## General Chemistry

We have seen several examples demonstrating that water is an amphoteric compound as it can act both as an acid and as a base. For example, it reacts with HCl as a base, and with NH3 as an acid: To generalize, we can say that in the presence of an acid, water acts as a base, while in the presence of a base, water acts as an acid.

Now, the question is can it react with itself? Can one water molecule be the acid and donate a proton to another one serving as the base?

The answer is yes, it can, and this reaction indeed occurs:

H2O(l) + H2O(l) ⇆ H3O+(aq) + OH(aq)

This is called the autoionization or dissociation of water which, in a simpler form, can be shown as:

H2O(l) ⇆ H+(aq) + OH(aq)

The equilibrium constant expression for this reaction is:

$K\, = \,{\mkern 1mu} \frac{{[{{\rm{H}}^{\rm{ + }}}][{\rm{O}}{{\rm{H}}^{\rm{ – }}}]}}{{[{{\rm{H}}_{\rm{2}}}{\rm{O}}]}}\; = \;\frac{{[{{\rm{H}}_{\rm{3}}}{{\rm{O}}^{\rm{ + }}}][{\rm{O}}{{\rm{H}}^{\rm{ – }}}]}}{{[{{\rm{H}}_{\rm{2}}}{\rm{O}}]}}$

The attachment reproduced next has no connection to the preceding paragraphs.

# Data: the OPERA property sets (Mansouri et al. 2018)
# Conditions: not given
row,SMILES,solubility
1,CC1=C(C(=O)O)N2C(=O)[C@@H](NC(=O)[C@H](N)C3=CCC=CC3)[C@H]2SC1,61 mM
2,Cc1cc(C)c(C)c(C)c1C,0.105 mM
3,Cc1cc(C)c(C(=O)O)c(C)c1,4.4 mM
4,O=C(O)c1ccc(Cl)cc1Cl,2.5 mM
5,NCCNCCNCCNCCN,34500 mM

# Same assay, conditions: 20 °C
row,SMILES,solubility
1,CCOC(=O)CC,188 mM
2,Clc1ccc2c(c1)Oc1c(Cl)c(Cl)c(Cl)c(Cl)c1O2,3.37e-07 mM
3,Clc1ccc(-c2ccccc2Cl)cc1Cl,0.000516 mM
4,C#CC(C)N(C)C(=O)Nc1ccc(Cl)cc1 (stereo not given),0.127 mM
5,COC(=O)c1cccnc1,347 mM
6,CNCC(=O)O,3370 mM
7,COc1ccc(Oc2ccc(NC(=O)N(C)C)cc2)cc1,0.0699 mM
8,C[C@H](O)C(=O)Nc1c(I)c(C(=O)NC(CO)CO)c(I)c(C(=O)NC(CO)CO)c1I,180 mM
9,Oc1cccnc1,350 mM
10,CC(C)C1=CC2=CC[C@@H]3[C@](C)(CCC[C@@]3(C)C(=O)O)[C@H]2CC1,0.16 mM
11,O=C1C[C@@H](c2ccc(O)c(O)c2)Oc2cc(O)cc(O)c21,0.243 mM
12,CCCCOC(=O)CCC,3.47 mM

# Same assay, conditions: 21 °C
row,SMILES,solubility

It is determined that the concentration of water is constant (55.5 mol/l), so it is omitted from the expression, and the equilibrium constant becomes Kw which is equal to :

This equilibrium constant is called the ion product constant (dissociation constant) of water (Kw).

What is important is that the product of [H+] and [OH] is constant and equals to 10-14 at 25 oC: In pure water, the concentrations of H+ and OH ions are equal, so by taking the square root of Kw, the concentration of H+ and OH ions in water are found to be:

${\rm{[}}{{\rm{H}}^{\rm{ + }}}{\rm{]}}\; = \;{\rm{[O}}{{\rm{H}}^{\rm{ – }}}{\rm{]}}\;{\rm{ = }}\;\sqrt {{K_{\rm{w}}}} \; = \;1.0\, \times \,{10^{ – 7}}\,M$

When [H+] = [OH], we have a neutral solution, when [H+] > [OH] the solution becomes acidic, and if [H+] < [OH], then it is a basic solution.

We can change the concentrations of H+ and OH but because they are correlated and their product is constant, we cannot do it independently. For example, if we increase [H+], the [OH] will decrease and vice versa.

Given the [H+] or [OH-], we can calculate the other one.

For example, if [H+] = 10-3, we can determine the [OH] using the expression for Kw:

Kw = [H+][OH], therefore,

${\rm{[O}}{{\rm{H}}^{\rm{ – }}}{\rm{]}}\;{\rm{ = }}\;\frac{{\sqrt {{K_{\rm{w}}}} \;}}{{{\rm{[}}{{\rm{H}}^{\rm{ + }}}{\rm{]}}\;}}\; = \;\frac{{{{10}^{ – 14}}\;}}{{{{10}^{ – 3}}\;}}\, = 1.0\, \times \,{10^{ – 11}}\,M$

So, this is an acidic solution because [H+] > [OH].

In the next article, we will talk about the pH scale as an indicator of the acidity or basicity of the solution.

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